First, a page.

Heat transfer surfaces in the form of heat exchanger tubes 18 (shown diagrammatically) are immersed in the bed 17. In practical embodiments, the heat exchanger tubes 18 are preferably vertical heat exchanger tubes. Whatever the form of the tubes 18, for maximum utilisation of the space within the bed 17, they will so extend that they occupy a considerable part of the bed volume in order to extract or recover as much heat as is practically possible or necessary from the bed 17 during operation. It will be appreciated that the more extensive the tubes 18, the greater will be the impediment to upward fluidized transport of particles from lower regions of the bed 17 and to downward recirculation from upper regions of the bed 17.

Fuel is passed into the bed 17 below the heat transfer tubes usually a short distance above the distributor 16 -- e.g., from 6 inches to 3 feet (e.g., about 12 inches) above the distributor. The fuel burns on contact with the air to an extent determined by the relative fuel and air proportions, and the heat of combustion is taken up by the particles of the bed. It will be appreciated that if the fuel were to be passed directly into the bed as so far described, the restriction to particle circulation caused by the heat exchanger tubes 18 would confine the combustion mainly to the lower part of the bed 17 thereby reducing the efficiency of utilization of the heat exchanger tube surfaces as a whole (those near the top of the bed receiving only a minor proportion of the heat) and causing combustion intensities which could be so high as to cause sintering and/or agglomeration of the particles (resulting in partial defluidization of the bed and possibly obstruction of the distributor 16) and damage to the lowermost heat exchanger tubes. The risk of sintering and agglomeration is increased when the fuel is one which contains ash in significant amounts (e.g., coal).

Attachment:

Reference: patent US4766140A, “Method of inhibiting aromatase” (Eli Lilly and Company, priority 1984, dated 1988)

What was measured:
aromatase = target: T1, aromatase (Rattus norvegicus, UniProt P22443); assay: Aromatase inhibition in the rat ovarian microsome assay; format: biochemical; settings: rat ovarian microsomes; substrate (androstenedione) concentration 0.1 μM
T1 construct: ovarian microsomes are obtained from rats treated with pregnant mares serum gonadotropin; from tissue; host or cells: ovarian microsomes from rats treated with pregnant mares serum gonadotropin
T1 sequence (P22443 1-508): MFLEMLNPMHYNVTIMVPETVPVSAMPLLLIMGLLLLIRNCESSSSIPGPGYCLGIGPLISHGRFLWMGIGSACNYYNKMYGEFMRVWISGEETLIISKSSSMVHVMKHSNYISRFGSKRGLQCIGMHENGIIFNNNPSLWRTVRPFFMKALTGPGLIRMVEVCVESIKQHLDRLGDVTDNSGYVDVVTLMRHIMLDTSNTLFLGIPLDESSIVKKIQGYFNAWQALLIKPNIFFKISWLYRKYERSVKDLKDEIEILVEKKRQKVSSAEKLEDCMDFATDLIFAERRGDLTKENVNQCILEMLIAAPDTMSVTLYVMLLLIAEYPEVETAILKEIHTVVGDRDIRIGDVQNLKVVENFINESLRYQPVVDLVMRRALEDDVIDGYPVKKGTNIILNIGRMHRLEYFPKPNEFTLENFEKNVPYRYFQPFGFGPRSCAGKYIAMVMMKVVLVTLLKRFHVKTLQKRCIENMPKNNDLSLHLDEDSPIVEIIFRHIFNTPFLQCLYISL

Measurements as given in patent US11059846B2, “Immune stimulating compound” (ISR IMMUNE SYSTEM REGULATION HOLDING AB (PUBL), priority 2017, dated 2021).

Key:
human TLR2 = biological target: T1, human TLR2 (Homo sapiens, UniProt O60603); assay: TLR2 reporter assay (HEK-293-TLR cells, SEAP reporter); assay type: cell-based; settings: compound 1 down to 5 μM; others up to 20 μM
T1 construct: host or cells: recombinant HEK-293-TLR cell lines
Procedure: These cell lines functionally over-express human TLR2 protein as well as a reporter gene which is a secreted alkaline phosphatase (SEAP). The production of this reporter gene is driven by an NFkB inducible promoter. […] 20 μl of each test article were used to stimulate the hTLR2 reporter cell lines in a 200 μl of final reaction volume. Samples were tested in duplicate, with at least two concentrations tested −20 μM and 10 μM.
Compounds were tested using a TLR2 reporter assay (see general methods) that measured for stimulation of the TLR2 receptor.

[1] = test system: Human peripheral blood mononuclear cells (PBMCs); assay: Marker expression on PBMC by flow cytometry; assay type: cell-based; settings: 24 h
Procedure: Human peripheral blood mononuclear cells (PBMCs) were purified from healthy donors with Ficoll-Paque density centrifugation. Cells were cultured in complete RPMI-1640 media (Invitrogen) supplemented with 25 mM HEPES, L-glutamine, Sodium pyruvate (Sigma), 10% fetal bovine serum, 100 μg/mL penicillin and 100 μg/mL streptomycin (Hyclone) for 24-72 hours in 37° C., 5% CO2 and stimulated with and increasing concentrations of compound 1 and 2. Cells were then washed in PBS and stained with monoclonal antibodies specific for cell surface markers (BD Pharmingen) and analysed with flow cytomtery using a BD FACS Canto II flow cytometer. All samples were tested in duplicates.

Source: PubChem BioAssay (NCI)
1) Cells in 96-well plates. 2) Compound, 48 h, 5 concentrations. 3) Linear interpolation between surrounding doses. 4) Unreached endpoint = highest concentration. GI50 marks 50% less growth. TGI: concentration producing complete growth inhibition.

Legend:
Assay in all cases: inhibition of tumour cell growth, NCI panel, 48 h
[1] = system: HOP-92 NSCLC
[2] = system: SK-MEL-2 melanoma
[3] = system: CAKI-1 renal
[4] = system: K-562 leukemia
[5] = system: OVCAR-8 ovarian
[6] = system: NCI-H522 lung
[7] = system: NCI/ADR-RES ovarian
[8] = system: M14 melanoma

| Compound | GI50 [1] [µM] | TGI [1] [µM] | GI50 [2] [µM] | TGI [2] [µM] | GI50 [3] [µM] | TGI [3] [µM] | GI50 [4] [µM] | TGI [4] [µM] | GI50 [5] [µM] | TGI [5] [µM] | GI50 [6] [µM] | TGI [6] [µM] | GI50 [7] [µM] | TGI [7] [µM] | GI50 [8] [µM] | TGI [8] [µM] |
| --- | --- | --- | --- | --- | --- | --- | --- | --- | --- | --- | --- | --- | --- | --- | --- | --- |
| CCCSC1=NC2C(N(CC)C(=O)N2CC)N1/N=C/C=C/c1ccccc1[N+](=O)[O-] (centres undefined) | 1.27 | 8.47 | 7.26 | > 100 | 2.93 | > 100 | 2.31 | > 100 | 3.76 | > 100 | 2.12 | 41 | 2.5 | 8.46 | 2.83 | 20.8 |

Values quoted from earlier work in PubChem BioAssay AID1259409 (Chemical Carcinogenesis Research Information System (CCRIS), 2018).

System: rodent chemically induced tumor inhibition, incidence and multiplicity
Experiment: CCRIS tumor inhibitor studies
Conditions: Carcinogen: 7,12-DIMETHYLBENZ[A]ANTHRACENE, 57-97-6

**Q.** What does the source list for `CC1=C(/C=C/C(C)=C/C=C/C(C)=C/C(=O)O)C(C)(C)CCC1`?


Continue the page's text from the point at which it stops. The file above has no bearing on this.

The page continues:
In order to promote mass and heat transfer within the bed, the apparatus 10 comprises at least one downcomer conduit 19 (only one being shown) which extends from a top region at or near the top level of the bed 17 above the heat exchanger tubes 18 to a bottom region at or near the bottom level of the bed below the heat exchanger tubes 18, above the distributor. The downcomer 19 is preferably outside the main section 12 of the vessel although it may alternatively or additionally be within the vessel. Substantially none of the upflowing gas in the vessel 12 can pass into the downcomer 19 and the solids which pass thereinto will not be fluidized to any significant extent and will pack to a relatively high apparent density. A downward flow of particles through the downcomer 19 may take place automatically as a result of the higher apparent density of the solids in the downcomer relative to the lower apparent density of fluidized solids in the bed 17 if the design of the downcomer 19 is such that frictional resistance therein is sufficiently low. Where the frictional resistance is not sufficiently low, the solids flow therethrough is preferably promoted by intermittently or continuously blowing a gas (such as air, flue gas) into the bottom horizontal section of the downcomer 19 in the direction of the interior of the bed 17 so that particles are pneumatically transported out of the bottom of the downcomer into the bed 17. Because of this downward particle flow in the downcomer 19, a corresponding upflow of particles is promoted in the bed 17 thereby mitigating the problems of impeded particle transfer in the bed 17.

Conveniently, the fuel (e.g., coal particles) may be passed into the bed 17 in admixture with the particles which are thus pneumatically transported.

To this end, a fuel injector pipe 20 extends into the lower, approximately horizontal, part of the downcomer 19, just inwardly of the region where it forms an elbow-like bend with the vertical part of the downcomer. The bend promotes packing of the particles in the vertical part of the downcomer 19.